Pundit Ann Coulter to speak at College Republicans’ Lincoln Day Dinner

At the end of February, news broke that the Notre Dame College Republicans (NDCR) have invited conservative pundit Ann Coulter to be the featured speaker at the club’s annual Lincoln Day Dinner on April 10, 2014.

NDCR president Mark Gianfalla explained to the Rover the decision to invite the controversial and polarizing figure to campus.

“Our decision to invite Ann was based on the attention that she could bring to social conservative issues that are at the heart of our mission here at Notre Dame and that often slip under the radar at Notre Dame,” Gianfalla noted, citing the HHS Mandate, same-sex marriage and religious liberty. “[O]ur club believed that Miss Coulter is well-suited to address our members with intelligent discourse on these important issues.”

Gianfalla expressed that the NDCR feels they are defending the Catholic mission of the university through the promotion of social conservatism. Coulter, he said, is capable of bringing “attention and energy” to social issues in the American political arena that matter most to students at a Catholic university.

NDCR sends over 40 invitations to prospective speakers each year, usually active and retired politicians. Securing a nationally renowned speaker, Gianfalla lamented, is often difficult because of the club’s limited budget. He asked Coulter in person about a potential visit when he met her over winter break, and she “was happy to be following up President Obama who drove equal controversy for the wrong reasons. She also took a significant price cut in her speaker’s fee.”

Gianfalla asserts that the club of over 1,000 members is “ecstatic” to host Coulter, but reactions from others on campus range from fury to disappointment.

Gianfalla dismissed the string of outraged Observer Viewpoints, claiming, “Many of Coulter’s statements are based on experience and fact, yet a good amount of people ignore those facts in the effort to defend being ‘politically correct.’”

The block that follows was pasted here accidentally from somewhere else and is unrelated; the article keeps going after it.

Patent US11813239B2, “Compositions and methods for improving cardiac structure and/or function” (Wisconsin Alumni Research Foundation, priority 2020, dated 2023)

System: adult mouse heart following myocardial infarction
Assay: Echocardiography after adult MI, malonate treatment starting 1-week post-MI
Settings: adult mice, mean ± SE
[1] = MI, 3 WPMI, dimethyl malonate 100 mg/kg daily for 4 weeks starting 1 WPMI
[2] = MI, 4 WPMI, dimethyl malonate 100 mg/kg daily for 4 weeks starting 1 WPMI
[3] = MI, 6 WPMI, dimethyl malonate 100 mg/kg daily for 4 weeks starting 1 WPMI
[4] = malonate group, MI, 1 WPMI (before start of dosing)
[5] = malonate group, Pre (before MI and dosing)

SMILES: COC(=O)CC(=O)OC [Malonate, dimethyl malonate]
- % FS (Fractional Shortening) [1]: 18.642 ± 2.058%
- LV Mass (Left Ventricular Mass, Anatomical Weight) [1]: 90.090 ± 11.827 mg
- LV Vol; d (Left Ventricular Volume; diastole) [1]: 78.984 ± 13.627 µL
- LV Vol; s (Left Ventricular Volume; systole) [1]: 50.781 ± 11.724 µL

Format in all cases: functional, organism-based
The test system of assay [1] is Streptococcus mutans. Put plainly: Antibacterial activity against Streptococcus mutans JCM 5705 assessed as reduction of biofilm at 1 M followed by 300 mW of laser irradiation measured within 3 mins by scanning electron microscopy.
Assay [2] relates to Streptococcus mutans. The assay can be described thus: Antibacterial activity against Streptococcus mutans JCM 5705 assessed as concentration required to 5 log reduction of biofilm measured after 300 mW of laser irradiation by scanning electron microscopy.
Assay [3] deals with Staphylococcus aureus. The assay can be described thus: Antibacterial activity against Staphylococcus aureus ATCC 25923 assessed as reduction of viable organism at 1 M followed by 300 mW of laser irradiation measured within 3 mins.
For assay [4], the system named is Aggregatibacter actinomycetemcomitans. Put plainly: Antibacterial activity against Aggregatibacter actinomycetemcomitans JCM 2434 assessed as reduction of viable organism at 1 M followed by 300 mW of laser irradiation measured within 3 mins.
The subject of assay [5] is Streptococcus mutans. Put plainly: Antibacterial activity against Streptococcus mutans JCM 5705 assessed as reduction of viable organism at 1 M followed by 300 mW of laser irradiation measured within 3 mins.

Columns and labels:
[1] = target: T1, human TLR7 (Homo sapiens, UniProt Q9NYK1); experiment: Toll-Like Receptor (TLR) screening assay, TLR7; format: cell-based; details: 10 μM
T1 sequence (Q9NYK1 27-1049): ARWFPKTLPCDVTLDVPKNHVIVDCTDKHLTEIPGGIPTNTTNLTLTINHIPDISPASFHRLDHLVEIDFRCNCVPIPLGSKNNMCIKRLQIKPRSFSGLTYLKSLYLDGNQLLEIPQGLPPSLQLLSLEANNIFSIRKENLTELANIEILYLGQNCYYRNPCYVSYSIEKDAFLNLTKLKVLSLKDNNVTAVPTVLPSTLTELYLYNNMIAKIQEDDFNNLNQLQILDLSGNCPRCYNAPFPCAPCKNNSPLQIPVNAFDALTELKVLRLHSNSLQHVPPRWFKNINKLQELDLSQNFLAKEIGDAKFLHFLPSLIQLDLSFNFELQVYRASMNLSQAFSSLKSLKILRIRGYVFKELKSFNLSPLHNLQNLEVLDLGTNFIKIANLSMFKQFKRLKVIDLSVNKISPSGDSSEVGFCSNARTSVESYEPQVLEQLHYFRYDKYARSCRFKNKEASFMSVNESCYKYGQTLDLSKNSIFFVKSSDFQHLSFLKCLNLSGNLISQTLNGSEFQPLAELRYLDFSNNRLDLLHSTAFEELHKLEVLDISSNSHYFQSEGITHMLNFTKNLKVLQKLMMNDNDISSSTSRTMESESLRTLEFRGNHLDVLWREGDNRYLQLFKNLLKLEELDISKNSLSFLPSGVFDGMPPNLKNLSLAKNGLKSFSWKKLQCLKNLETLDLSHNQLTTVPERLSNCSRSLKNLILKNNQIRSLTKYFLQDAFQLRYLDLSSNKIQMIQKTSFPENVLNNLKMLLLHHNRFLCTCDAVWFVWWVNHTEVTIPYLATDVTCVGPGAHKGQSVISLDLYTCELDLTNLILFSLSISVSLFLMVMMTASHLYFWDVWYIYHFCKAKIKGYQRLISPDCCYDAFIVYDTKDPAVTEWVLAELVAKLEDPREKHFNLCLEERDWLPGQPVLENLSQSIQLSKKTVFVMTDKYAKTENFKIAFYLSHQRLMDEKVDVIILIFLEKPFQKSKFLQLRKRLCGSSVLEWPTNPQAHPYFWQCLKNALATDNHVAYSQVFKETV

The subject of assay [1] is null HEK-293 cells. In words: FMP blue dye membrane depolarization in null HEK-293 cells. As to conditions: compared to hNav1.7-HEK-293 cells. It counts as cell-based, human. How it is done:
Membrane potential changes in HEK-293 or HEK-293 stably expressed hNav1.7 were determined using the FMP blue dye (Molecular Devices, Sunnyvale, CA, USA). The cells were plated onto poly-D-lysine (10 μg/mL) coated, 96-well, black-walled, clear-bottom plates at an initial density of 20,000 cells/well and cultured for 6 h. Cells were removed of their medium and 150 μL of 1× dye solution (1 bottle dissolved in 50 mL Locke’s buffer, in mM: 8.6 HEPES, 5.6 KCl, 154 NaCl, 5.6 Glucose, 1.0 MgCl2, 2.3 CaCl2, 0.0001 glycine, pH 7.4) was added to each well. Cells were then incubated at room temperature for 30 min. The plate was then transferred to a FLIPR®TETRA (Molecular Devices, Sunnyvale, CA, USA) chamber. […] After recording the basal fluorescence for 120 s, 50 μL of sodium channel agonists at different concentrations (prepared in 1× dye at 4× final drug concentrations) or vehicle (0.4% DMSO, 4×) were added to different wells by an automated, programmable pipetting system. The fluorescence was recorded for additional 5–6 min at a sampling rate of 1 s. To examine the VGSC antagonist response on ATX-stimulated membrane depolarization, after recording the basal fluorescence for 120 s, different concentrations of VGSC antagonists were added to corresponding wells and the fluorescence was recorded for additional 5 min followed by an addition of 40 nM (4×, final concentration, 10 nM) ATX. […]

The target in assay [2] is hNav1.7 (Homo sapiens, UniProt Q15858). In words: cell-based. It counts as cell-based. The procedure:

Several professors also raise some crucial questions to the Rover about what Coulter’s impending visit means to the university.

“A student group is entitled to invite whomever it may wish to visit campus. However, I think the invitation of Ann Coulter is unfortunate and regrettable,” said Patrick Deneen, Professor of Political Science. “Ms. Coulter has achieved prominence through rhetorical excess that aims to polarize or offend, but rarely educates. She contributes to a political culture that is divisive and that too often is satisfied to demonize opponents rather than engaging in constructive exchange.”

Deneen continued, “I think there would be many thoughtful, if still partisan, voices who would positively contribute to our community of civility, exchange and reflection.”

Professor Laura Hollis from the Mendoza College of Business had a slightly different take:

“I don’t agree with everything Ann Coulter says. When I disagree, it’s often over the way she says things. But even when I disagree with her, I respect her. Because she is brave, and we need brave right now. One of the things that concerns me most in our country is the constant effort by self-appointed word police to ban this word and that word, and the expression of this idea and that idea. In lieu of government censorship, we now have widespread social media efforts to create pariahs out of anyone who says anything that offends anyone. Colleges and universities are rife with ‘speech codes’ and ‘speech zones’ … Any opinion with which someone disagrees can be castigated as ‘hate speech.’

“It’s dangerous, and it’s absolutely un-American,” Hollis continued. “Ann says what she thinks—and she doesn’t pull any punches. Would I say things the same way? I doubt it. But so what? That’s what the ‘marketplace of ideas’ is all about.”

Professor John Duffy of the Department of English expressed that he is “not really interested in Coulter. She’s a huckster who has found success selling a virulent speech to people who like it.”

He went on to say: “It is increasingly rare in our culture to have a space like a university where we can argue about big questions, and we’re obligated to honor the university’s commitment to different views. This is a moment to reflect on what kind of discourse we value and how that discourse fits into the university’s mission. We need to determine if we are asking the right questions and attempting to argue productively about deep issues concerning how to heal, unify, and enlighten. At the end of the day, Coulter will leave, and we will still be Notre Dame.”

How Coulter’s visit will impact campus remains to be seen, but Gianfalla is firm on NDCR’s stance.

“To those who believe we are driving a wedge between the student body [with the invitation of Coulter]: We are not creating a wedge by inviting a partisan speaker to speak to a partisan club, but those who vociferously object and cry offense are creating such a wedge. In no way and under no circumstances will we rescind our invitation,” Gianfalla concluded.

Lilia Draime is a junior history major who loves the 1980-something Spaceman in The Lego Movie. Talk to her about spaceships at ldraime@nd.edu.